Freight Brokers vs. Freight Agents

Freight Brokers…

The broker is the individual who owns the brokerage, the business license and brokerage’s authority to operate is obtained under their name. A broker can recruit Freight Agents to broker loads under the name of his or her brokerage.


  • Factoring: As the owner of the brokerage, you are responsible for paying carriers hired by you and your agents. Carriers will invoice you and you will have to pay them, often before you get paid by your customer. If you book 20 $2,000 loads in one month can you afford to have $40,000 out on the books paying carriers, waiting to be paid by your customers? If not, consider utilizing a factoring company. They can finance your invoices for you for a small fee, usually 1-3%.


  • Consider becoming asset-based. It’s true that more shippers will work with you if you have your own trucks.


  • Only once you are a licensed freight broker and you have officially obtained your operating authority may you begin to conduct business as a freight broker.


Freight Agents…

Also referred to as freight broker agents & logistics coordinators, a Freight Agent works for a broker (under the broker’s MC Number/Authority) as a representative of the company taking home 50% – 60% of the money he/she earns. You may want to consider becoming a Freight Agent before you start your own freight brokerage if you don’t have any industry experience or contacts, but that’s up to you.

  • Overhead: Training and the necessary office supplies are your only costs. You can work remotely from your own home office or in an office, the broker you work with will pay for any required software. The real question is how long can you afford to work without making any money? If you train “on-the-job” it is going to take longer to fully grasp every aspect of what you are doing and begin consistently booking loads. Hit the ground running by completing your training before your first day on the job.


  • Freight Agents are not responsible for paying carriers. There is no need for you to worry about whether or not you have the money to pay a carrier before you book a truck. Nor are agents responsible for sending invoices to customers. You can make money with someone else’s money!


  • Job Placement: Pass our test to receive a certificate (score >89%) and our team can help you find a reputable brokerage to work with. Our network of freight brokers waiting for certified students to apply allows us to provide a variety of opportunities to our students. You may not broker any freight until you are employed by a Freight Broker.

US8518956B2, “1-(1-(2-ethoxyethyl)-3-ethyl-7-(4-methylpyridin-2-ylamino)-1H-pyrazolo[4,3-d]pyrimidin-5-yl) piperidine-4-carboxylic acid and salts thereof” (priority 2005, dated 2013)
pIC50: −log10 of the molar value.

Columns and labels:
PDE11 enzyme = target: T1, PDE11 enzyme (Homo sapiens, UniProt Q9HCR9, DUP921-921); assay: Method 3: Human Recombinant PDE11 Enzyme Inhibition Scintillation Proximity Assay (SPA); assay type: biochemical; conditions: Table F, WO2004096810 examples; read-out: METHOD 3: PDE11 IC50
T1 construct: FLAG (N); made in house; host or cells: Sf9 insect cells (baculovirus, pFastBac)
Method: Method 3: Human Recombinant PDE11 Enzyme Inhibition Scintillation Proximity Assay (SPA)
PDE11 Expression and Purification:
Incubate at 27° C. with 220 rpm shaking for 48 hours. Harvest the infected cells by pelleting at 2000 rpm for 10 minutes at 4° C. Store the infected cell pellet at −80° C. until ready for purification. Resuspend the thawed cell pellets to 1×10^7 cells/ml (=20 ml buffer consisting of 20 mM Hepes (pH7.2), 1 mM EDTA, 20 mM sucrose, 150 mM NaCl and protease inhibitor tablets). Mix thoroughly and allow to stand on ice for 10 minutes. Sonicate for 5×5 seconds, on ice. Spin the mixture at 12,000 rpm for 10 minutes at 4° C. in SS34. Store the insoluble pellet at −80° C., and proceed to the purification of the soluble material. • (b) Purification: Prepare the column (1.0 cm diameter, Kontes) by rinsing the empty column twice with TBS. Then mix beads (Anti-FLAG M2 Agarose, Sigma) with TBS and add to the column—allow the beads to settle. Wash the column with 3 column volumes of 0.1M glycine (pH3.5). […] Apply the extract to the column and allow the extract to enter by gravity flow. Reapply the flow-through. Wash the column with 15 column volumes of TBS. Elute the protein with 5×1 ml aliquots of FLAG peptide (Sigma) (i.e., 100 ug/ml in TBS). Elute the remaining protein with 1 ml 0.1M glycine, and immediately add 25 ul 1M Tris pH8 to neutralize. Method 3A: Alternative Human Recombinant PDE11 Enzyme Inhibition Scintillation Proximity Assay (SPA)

Both Freight Brokers and Freight Agents…

Only the Broker is responsible for handling the administrative side of the business, both Freight Brokers and Freight Agents coordinate the movement of freight to make money. Both must be disciplined, self-motivated, possess excellent communication skills, provide outstanding customer service, and be knowledgeable of the constantly changing shipping rates and market trends so that they can competitively negotiate rates with shippers and carriers. Succeeding as a Broker or Agent is a full-time commitment that is going to require you to implement sound business fundamentals, it is helpful to learn the best practices early on. Everyone in a brokerage works together to go the extra mile for customers and doing their best to build lasting relationships with shippers. Do what you can to keep the customer long term, don’t sweat the small stuff or the things out of your control, and remember to have fun with it! 

Beneficial Previous Experience

Any accounting, finance, business administration, logistics, customer service, sales, or telemarketing experience will be useful to you as a Freight Broker/Agent. None of these are required prerequisites but they can’t hurt! With experience as a dispatcher or transportation manager, you will know what transportation managers and dispatchers like to see and hear from freight brokers.  If you have any personal relationships with ties to manufacturing, agriculture, or trucking you may already have an “in” with a customer if you are able to get a referral!

Your Journey from Here

  1. Finish your training. Become knowledgeable enough to gain the trust of an experienced transportation manager to trust you. Be confident in your own ability to solve problems when they inevitably do arise.
  2. Get to business. Either open your own authorized freight brokerage or become a freight agent for an established broker. The early bird gets the worm, be in your office at 07:00 if you can.
  3. The first thing you will need is freight, an available load to move. Start looking for shippers and available freight, discover quality leads and call them.